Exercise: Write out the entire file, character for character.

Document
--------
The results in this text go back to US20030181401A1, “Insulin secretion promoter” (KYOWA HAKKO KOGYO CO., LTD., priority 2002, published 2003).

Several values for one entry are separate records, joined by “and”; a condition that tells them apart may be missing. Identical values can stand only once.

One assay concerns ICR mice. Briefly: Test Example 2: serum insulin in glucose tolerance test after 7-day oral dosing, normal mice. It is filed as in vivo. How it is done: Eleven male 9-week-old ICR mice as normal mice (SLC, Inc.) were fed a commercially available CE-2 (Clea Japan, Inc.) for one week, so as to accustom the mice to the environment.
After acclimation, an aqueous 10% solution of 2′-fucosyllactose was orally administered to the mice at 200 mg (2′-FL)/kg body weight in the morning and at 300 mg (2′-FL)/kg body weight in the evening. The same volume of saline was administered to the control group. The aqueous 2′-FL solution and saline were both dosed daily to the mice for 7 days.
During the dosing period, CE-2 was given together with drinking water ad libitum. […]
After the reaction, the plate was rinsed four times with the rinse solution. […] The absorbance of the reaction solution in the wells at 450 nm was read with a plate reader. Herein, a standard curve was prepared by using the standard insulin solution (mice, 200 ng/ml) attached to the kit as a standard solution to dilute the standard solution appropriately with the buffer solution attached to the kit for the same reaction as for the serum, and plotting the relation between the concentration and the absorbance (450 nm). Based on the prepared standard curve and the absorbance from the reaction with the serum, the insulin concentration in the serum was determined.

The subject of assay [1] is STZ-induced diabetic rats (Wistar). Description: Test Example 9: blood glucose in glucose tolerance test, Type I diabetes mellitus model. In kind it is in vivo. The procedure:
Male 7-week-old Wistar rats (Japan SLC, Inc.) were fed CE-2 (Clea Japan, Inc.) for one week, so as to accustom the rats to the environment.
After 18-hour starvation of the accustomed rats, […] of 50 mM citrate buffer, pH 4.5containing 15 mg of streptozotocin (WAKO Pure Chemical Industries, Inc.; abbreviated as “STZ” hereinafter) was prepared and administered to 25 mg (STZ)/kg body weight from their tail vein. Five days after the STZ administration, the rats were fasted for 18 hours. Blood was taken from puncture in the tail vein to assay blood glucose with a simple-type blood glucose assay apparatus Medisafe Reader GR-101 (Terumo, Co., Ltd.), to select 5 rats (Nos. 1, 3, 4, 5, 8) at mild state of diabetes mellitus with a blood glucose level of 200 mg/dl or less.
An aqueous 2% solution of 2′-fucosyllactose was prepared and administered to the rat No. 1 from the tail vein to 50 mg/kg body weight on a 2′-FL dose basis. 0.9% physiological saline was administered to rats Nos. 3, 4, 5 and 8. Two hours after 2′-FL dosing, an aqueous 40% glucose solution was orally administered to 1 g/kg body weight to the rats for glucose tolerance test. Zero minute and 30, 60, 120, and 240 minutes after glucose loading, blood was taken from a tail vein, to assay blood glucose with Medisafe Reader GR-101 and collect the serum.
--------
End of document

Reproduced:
The results in this text go back to US20030181401A1, “Insulin secretion promoter” (KYOWA HAKKO KOGYO CO., LTD., priority 2002, published 2003).

Several values for one entry are separate records, joined by “and”; a condition that tells them apart may be missing. Identical values can stand only once.

One assay concerns ICR mice. Briefly: Test Example 2: serum insulin in glucose tolerance test after 7-day oral dosing, normal mice. It is filed as in vivo. How it is done: Eleven male 9-week-old ICR mice as normal mice (SLC, Inc.) were fed a commercially available CE-2 (Clea Japan, Inc.) for one week, so as to accustom the mice to the environment.
After acclimation, an aqueous 10% solution of 2′-fucosyllactose was orally administered to the mice at 200 mg (2′-FL)/kg body weight in the morning and at 300 mg (2′-FL)/kg body weight in the evening. The same volume of saline was administered to the control group. The aqueous 2′-FL solution and saline were both dosed daily to the mice for 7 days.
During the dosing period, CE-2 was given together with drinking water ad libitum. […]
After the reaction, the plate was rinsed four times with the rinse solution. […] The absorbance of the reaction solution in the wells at 450 nm was read with a plate reader. Herein, a standard curve was prepared by using the standard insulin solution (mice, 200 ng/ml) attached to the kit as a standard solution to dilute the standard solution appropriately with the buffer solution attached to the kit for the same reaction as for the serum, and plotting the relation between the concentration and the absorbance (450 nm). Based on the prepared standard curve and the absorbance from the reaction with the serum, the insulin concentration in the serum was determined.

The subject of assay [1] is STZ-induced diabetic rats (Wistar). Description: Test Example 9: blood glucose in glucose tolerance test, Type I diabetes mellitus model. In kind it is in vivo. The procedure:
Male 7-week-old Wistar rats (Japan SLC, Inc.) were fed CE-2 (Clea Japan, Inc.) for one week, so as to accustom the rats to the environment.
After 18-hour starvation of the accustomed rats, […] of 50 mM citrate buffer, pH 4.5containing 15 mg of streptozotocin (WAKO Pure Chemical Industries, Inc.; abbreviated as “STZ” hereinafter) was prepared and administered to 25 mg (STZ)/kg body weight from their tail vein. Five days after the STZ administration, the rats were fasted for 18 hours. Blood was taken from puncture in the tail vein to assay blood glucose with a simple-type blood glucose assay apparatus Medisafe Reader GR-101 (Terumo, Co., Ltd.), to select 5 rats (Nos. 1, 3, 4, 5, 8) at mild state of diabetes mellitus with a blood glucose level of 200 mg/dl or less.
An aqueous 2% solution of 2′-fucosyllactose was prepared and administered to the rat No. 1 from the tail vein to 50 mg/kg body weight on a 2′-FL dose basis. 0.9% physiological saline was administered to rats Nos. 3, 4, 5 and 8. Two hours after 2′-FL dosing, an aqueous 40% glucose solution was orally administered to 1 g/kg body weight to the rats for glucose tolerance test. Zero minute and 30, 60, 120, and 240 minutes after glucose loading, blood was taken from a tail vein, to assay blood glucose with Medisafe Reader GR-101 and collect the serum.